Judge rebukes defendants in FL redistricting case

TALLAHASSEE, Florida -- The Leon County judge who ruled that the legislature illegally drew political maps to favor the Republican party expressed strong words in his final judgment.

Circuit Court Judge Terry Lewis ruled the maps adopted in 2012 be redrawn. He ordered specifically two of the state's 27 districts be fixed to fit within the 2010 "Fair Districts" constitutional amendment approved by Florida voters. It says that legislators could no longer draw up districts to favor incumbents or a political party.

READ:Judy Lewis' final judgment (PDF)

The plaintiffs, which included the League of Women Voters of Florida, argued that legislative staff and leaders worked with political consultants to produce a map that violated the state constitution.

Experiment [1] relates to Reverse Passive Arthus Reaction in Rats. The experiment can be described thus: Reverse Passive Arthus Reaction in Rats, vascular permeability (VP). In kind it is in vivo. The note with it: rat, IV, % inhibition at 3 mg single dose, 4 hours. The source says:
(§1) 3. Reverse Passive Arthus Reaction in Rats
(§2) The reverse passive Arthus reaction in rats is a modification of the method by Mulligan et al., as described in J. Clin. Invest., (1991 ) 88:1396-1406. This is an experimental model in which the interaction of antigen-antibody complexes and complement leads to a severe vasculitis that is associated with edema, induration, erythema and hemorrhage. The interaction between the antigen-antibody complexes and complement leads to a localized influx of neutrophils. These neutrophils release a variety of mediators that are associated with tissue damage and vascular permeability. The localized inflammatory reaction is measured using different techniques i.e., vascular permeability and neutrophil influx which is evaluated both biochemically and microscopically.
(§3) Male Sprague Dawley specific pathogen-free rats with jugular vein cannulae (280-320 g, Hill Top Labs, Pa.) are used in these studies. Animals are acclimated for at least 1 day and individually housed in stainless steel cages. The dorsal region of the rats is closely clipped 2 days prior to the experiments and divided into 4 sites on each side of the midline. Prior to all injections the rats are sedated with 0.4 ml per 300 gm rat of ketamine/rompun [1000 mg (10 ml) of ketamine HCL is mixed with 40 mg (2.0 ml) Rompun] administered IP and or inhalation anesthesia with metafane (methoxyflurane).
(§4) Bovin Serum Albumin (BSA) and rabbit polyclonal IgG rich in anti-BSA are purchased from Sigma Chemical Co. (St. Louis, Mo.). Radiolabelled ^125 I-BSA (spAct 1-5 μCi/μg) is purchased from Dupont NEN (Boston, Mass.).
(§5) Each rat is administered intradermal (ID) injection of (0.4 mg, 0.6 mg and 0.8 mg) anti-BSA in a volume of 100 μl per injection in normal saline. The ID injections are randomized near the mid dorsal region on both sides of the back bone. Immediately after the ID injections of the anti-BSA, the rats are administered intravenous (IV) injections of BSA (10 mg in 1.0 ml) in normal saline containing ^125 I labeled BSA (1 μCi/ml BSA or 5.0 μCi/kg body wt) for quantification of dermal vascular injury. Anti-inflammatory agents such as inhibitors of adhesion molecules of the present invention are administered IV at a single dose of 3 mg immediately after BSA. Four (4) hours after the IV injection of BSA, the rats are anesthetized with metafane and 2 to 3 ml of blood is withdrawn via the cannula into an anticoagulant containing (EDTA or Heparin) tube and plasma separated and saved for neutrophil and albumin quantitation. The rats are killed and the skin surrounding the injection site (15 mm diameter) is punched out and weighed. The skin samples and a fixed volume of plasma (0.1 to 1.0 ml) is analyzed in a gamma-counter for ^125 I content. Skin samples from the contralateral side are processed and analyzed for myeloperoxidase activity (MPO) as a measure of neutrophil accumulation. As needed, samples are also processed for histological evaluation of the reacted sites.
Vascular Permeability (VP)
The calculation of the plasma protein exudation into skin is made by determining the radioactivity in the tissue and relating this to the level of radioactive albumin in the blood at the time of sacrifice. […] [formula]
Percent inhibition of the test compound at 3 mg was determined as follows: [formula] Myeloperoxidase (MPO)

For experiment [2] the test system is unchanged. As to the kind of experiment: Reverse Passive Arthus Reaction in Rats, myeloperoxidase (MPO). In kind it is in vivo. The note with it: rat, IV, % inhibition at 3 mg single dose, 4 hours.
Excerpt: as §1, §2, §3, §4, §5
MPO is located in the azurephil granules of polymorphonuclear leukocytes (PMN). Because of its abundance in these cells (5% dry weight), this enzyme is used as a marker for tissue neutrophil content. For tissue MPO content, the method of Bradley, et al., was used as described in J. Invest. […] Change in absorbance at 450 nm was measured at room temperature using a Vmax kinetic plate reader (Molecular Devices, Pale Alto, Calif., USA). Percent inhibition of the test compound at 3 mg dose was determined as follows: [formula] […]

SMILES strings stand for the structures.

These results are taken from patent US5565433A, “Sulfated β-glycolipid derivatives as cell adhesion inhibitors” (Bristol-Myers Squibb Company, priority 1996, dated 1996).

Also, Judge Lewis pointed out that districts "should not have an unusual shape, a bizarre design, or an unnecessary appendage unless it is necessary to comply with some other requirement."

That's how he felt about District 5, held by Democratic Congresswoman Corinne Brown, who disagreed with his ruling.

"Subtle shifts in a district boundary line can make the difference between a district that is 'safe' for a political party or one that is 'competitive' between the two," Lewis said.

"What is clear to me from the evidence... is that this group of Republican political consultants or operatives did in fact conspire to manipulate and influence the redistricting process.

"They made a mockery of the Legislature's proclaimed transparent and open process of redistricting by doing all of this in the shadow of that process."

It's still unclear whether this decision will effect this year's November elections, but the legislature is expected to appeal the ruling, which means it probably will not.


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